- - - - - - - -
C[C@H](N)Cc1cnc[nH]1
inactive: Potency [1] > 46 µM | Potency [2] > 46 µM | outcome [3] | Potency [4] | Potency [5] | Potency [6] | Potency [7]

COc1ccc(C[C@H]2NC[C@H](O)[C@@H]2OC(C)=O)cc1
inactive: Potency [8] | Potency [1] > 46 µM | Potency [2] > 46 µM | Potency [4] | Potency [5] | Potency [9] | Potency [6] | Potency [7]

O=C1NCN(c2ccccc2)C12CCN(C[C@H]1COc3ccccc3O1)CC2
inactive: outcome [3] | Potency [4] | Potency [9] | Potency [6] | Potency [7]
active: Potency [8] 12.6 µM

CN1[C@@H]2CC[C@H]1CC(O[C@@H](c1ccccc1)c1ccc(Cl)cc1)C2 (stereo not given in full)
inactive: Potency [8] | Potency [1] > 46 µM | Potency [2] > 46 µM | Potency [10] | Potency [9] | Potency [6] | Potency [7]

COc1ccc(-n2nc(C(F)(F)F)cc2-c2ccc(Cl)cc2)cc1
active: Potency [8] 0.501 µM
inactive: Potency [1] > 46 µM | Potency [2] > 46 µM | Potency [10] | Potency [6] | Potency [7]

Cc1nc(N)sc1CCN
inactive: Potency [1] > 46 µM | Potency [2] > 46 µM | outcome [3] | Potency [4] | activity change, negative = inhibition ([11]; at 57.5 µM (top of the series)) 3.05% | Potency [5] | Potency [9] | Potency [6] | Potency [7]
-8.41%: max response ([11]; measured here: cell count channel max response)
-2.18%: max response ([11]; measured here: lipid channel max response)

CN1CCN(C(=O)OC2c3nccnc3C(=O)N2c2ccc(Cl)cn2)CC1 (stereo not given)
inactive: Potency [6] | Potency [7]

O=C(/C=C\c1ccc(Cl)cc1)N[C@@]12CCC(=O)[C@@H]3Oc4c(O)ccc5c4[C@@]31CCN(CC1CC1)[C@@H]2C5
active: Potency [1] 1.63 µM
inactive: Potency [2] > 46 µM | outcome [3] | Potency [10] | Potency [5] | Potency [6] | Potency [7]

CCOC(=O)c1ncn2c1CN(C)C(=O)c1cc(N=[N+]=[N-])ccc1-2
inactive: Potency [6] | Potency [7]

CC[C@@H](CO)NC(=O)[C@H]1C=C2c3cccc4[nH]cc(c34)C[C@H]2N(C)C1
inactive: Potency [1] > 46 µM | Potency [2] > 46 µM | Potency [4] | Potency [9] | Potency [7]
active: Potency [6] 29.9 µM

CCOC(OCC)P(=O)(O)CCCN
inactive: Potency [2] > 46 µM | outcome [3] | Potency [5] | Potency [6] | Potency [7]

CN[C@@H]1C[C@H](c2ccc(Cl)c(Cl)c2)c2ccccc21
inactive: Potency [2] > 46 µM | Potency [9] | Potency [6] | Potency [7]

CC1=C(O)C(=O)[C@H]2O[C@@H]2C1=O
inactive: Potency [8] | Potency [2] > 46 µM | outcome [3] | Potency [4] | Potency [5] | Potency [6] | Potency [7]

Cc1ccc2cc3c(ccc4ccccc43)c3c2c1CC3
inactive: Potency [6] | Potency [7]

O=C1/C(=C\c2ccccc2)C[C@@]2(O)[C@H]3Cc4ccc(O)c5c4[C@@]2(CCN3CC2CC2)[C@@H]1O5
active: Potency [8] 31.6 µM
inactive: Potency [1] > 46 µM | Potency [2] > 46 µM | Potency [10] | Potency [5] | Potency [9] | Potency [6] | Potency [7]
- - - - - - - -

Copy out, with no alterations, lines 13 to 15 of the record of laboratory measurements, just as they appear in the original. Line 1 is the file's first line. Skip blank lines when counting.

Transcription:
Cc1nc(N)sc1CCN
inactive: Potency [1] > 46 µM | Potency [2] > 46 µM | outcome [3] | Potency [4] | activity change, negative = inhibition ([11]; at 57.5 µM (top of the series)) 3.05% | Potency [5] | Potency [9] | Potency [6] | Potency [7]
-8.41%: max response ([11]; measured here: cell count channel max response)